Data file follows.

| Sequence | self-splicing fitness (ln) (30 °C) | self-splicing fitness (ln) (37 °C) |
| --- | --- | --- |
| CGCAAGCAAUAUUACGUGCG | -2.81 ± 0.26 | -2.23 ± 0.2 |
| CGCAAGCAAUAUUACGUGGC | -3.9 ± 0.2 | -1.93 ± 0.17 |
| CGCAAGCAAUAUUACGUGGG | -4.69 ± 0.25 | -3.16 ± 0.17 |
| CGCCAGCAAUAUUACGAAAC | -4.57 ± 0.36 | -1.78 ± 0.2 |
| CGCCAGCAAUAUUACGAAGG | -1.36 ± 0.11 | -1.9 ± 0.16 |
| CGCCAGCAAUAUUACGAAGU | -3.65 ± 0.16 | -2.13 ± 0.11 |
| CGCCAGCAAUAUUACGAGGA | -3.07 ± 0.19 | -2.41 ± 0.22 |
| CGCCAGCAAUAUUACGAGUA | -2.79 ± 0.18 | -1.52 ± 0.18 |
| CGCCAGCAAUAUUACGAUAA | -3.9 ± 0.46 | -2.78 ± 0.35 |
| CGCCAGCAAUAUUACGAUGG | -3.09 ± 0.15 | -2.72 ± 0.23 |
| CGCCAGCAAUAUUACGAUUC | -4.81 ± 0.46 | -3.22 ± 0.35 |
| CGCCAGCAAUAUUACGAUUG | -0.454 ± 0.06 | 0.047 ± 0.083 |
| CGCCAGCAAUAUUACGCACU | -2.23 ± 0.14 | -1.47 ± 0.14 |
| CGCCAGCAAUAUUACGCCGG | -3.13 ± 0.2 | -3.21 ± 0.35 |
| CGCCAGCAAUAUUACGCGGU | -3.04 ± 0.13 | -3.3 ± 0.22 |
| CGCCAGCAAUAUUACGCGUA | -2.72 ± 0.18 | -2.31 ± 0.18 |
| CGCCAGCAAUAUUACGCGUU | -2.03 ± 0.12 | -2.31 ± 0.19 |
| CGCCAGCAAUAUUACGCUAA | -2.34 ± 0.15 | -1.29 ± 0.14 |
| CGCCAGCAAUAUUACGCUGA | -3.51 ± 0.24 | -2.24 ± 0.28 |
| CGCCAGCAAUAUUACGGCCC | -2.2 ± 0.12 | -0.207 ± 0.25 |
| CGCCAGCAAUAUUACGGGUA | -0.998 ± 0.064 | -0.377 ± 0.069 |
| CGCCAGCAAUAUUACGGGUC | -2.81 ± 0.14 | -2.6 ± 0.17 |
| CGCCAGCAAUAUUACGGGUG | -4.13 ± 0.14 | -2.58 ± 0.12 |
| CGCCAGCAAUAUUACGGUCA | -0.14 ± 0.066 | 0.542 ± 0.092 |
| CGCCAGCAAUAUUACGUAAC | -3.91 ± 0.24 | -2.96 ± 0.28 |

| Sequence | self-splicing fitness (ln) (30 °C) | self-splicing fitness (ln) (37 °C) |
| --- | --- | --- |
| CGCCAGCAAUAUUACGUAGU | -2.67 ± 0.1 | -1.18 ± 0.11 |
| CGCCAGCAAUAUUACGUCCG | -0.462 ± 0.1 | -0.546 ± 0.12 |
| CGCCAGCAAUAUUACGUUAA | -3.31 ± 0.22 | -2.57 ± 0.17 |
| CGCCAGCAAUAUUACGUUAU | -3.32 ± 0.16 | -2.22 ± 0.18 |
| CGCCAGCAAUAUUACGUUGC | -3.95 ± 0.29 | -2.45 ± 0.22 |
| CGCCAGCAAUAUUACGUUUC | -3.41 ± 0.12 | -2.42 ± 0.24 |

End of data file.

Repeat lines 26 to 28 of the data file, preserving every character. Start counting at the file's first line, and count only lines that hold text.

| CGCCAGCAAUAUUACGGUCA | -0.14 ± 0.066 | 0.542 ± 0.092 |
| CGCCAGCAAUAUUACGUAAC | -3.91 ± 0.24 | -2.96 ± 0.28 |

| Sequence | self-splicing fitness (ln) (30 °C) | self-splicing fitness (ln) (37 °C) |